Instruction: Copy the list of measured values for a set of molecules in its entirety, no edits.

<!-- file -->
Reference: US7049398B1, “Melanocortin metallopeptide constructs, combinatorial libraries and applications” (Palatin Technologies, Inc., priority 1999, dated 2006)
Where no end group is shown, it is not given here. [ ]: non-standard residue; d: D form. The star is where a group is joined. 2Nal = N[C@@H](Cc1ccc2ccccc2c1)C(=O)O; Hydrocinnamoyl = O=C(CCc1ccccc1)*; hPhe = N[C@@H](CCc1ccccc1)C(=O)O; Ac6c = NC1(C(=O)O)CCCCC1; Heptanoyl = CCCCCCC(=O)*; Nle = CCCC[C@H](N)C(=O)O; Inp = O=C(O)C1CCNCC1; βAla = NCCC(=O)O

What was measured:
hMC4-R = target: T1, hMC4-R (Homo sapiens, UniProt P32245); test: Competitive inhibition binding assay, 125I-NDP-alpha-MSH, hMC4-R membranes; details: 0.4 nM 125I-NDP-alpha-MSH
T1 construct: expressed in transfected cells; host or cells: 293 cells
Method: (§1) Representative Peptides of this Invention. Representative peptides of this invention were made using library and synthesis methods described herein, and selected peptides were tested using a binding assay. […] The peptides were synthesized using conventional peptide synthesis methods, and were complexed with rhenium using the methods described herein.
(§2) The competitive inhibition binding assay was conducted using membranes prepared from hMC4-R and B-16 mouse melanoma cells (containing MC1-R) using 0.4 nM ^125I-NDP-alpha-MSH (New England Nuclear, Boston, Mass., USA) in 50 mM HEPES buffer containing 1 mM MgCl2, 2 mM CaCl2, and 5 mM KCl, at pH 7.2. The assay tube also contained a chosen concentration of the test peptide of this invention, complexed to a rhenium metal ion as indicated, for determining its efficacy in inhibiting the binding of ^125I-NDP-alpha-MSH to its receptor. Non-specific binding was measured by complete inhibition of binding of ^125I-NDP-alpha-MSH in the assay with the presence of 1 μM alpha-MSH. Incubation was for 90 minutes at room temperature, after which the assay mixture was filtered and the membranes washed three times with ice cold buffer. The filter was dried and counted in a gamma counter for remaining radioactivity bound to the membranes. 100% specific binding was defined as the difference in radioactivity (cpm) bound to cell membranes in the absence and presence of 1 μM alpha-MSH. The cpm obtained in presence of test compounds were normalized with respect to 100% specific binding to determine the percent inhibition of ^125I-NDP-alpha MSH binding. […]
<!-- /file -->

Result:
Reference: US7049398B1, “Melanocortin metallopeptide constructs, combinatorial libraries and applications” (Palatin Technologies, Inc., priority 1999, dated 2006)
Where no end group is shown, it is not given here. [ ]: non-standard residue; d: D form. The star is where a group is joined. 2Nal = N[C@@H](Cc1ccc2ccccc2c1)C(=O)O; Hydrocinnamoyl = O=C(CCc1ccccc1)*; hPhe = N[C@@H](CCc1ccccc1)C(=O)O; Ac6c = NC1(C(=O)O)CCCCC1; Heptanoyl = CCCCCCC(=O)*; Nle = CCCC[C@H](N)C(=O)O; Inp = O=C(O)C1CCNCC1; βAla = NCCC(=O)O

What was measured:
hMC4-R = target: T1, hMC4-R (Homo sapiens, UniProt P32245); test: Competitive inhibition binding assay, 125I-NDP-alpha-MSH, hMC4-R membranes; details: 0.4 nM 125I-NDP-alpha-MSH
T1 construct: expressed in transfected cells; host or cells: 293 cells
Method: (§1) Representative Peptides of this Invention. Representative peptides of this invention were made using library and synthesis methods described herein, and selected peptides were tested using a binding assay. […] The peptides were synthesized using conventional peptide synthesis methods, and were complexed with rhenium using the methods described herein.
(§2) The competitive inhibition binding assay was conducted using membranes prepared from hMC4-R and B-16 mouse melanoma cells (containing MC1-R) using 0.4 nM ^125I-NDP-alpha-MSH (New England Nuclear, Boston, Mass., USA) in 50 mM HEPES buffer containing 1 mM MgCl2, 2 mM CaCl2, and 5 mM KCl, at pH 7.2. The assay tube also contained a chosen concentration of the test peptide of this invention, complexed to a rhenium metal ion as indicated, for determining its efficacy in inhibiting the binding of ^125I-NDP-alpha-MSH to its receptor. Non-specific binding was measured by complete inhibition of binding of ^125I-NDP-alpha-MSH in the assay with the presence of 1 μM alpha-MSH. Incubation was for 90 minutes at room temperature, after which the assay mixture was filtered and the membranes washed three times with ice cold buffer. The filter was dried and counted in a gamma counter for remaining radioactivity bound to the membranes. 100% specific binding was defined as the difference in radioactivity (cpm) bound to cell membranes in the absence and presence of 1 μM alpha-MSH. The cpm obtained in presence of test compounds were normalized with respect to 100% specific binding to determine the percent inhibition of ^125I-NDP-alpha MSH binding. […]